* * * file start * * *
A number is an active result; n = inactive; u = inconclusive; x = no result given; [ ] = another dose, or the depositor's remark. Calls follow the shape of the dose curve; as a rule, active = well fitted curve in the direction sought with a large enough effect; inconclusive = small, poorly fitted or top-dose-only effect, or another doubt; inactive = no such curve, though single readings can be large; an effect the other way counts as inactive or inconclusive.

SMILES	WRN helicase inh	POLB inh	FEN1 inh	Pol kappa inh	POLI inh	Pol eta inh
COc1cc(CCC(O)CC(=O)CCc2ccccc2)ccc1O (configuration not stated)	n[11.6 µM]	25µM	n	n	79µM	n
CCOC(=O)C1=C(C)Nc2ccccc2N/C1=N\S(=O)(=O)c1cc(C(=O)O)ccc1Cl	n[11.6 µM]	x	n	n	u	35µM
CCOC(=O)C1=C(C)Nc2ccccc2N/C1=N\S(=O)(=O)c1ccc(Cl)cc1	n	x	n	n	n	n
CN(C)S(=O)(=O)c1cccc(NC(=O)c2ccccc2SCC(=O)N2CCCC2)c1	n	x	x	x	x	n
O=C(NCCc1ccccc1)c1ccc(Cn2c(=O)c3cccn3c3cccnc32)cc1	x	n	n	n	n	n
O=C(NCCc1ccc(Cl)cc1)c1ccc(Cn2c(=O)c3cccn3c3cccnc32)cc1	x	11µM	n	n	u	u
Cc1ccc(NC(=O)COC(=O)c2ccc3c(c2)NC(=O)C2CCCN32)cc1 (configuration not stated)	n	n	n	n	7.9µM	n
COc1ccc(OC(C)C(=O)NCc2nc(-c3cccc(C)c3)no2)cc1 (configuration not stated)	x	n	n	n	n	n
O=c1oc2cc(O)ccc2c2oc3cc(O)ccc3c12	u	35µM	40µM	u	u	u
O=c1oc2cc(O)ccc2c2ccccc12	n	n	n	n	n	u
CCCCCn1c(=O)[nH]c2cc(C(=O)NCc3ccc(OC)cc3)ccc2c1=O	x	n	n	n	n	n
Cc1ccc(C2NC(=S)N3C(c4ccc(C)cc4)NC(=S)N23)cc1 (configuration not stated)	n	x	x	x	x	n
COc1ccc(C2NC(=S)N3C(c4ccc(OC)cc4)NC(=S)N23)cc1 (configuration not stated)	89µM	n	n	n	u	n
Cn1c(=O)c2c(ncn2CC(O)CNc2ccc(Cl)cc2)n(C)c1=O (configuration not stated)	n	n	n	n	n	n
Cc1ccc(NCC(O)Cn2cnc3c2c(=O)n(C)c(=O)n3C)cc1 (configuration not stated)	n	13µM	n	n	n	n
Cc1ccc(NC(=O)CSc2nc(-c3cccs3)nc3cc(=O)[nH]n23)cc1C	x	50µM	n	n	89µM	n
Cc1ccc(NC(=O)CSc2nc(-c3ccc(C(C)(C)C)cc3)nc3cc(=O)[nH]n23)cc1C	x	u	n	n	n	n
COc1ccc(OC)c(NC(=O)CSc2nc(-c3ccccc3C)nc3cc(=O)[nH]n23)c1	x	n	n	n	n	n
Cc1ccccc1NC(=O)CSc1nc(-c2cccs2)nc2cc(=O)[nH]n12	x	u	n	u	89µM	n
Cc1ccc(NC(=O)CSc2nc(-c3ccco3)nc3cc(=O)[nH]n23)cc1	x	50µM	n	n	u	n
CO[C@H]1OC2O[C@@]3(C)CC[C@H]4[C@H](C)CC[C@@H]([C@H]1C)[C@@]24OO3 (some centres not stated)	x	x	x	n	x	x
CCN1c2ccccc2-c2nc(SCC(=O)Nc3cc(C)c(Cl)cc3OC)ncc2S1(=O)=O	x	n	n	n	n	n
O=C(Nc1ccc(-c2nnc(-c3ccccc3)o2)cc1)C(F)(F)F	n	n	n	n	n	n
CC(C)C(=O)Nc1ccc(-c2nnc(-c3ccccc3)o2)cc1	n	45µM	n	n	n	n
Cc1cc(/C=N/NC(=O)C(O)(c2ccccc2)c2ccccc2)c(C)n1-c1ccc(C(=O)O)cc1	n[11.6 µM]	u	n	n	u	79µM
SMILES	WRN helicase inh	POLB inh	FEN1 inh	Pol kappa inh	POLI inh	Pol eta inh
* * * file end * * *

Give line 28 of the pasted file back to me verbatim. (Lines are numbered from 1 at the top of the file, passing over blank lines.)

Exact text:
SMILES	WRN helicase inh	POLB inh	FEN1 inh	Pol kappa inh	POLI inh	Pol eta inh